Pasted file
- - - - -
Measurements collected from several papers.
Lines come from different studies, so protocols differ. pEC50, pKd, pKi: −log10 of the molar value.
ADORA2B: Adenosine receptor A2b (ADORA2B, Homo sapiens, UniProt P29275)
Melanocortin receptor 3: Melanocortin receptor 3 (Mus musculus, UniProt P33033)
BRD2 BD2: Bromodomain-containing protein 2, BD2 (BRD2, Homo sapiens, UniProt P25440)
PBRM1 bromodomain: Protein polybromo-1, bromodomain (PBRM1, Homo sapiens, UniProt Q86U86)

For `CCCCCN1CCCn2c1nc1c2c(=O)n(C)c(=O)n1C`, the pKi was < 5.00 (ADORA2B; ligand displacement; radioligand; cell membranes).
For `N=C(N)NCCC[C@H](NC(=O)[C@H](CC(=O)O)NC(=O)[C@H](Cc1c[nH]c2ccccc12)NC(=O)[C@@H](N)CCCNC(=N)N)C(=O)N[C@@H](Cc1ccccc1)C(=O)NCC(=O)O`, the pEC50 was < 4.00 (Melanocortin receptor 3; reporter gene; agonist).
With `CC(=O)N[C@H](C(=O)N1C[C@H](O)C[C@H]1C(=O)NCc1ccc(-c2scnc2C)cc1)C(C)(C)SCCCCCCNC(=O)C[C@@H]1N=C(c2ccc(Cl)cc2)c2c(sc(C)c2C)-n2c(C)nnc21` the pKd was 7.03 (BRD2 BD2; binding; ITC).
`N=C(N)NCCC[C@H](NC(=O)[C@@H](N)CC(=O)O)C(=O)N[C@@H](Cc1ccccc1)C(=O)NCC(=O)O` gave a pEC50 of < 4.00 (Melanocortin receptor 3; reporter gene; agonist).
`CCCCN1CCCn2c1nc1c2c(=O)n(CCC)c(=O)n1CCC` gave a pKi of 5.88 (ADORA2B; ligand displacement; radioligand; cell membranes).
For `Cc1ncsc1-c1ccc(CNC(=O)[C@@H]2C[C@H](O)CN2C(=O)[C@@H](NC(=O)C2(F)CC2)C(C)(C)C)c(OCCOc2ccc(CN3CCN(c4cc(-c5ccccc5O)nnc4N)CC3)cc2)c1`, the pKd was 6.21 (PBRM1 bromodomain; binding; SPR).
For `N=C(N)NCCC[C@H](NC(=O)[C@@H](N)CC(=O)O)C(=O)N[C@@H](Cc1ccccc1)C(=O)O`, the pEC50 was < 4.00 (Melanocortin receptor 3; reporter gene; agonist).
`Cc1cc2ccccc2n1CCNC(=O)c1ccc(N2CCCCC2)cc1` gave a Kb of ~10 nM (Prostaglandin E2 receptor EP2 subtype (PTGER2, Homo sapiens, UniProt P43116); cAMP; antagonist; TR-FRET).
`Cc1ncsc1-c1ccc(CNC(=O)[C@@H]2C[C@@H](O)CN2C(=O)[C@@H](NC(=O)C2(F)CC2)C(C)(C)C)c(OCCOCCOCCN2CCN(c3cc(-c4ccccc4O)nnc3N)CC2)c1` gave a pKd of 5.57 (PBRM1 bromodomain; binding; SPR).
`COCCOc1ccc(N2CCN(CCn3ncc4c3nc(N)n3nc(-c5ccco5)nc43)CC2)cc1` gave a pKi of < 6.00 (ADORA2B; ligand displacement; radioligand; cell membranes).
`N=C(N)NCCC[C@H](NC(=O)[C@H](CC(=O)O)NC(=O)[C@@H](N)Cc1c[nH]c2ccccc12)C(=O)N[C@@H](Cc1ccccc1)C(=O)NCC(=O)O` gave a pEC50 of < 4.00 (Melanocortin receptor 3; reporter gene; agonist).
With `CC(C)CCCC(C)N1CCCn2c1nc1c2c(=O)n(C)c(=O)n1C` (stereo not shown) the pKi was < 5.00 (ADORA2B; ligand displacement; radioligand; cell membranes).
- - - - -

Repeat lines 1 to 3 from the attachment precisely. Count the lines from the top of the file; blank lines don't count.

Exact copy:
Measurements collected from several papers.
Lines come from different studies, so protocols differ. pEC50, pKd, pKi: −log10 of the molar value.
ADORA2B: Adenosine receptor A2b (ADORA2B, Homo sapiens, UniProt P29275)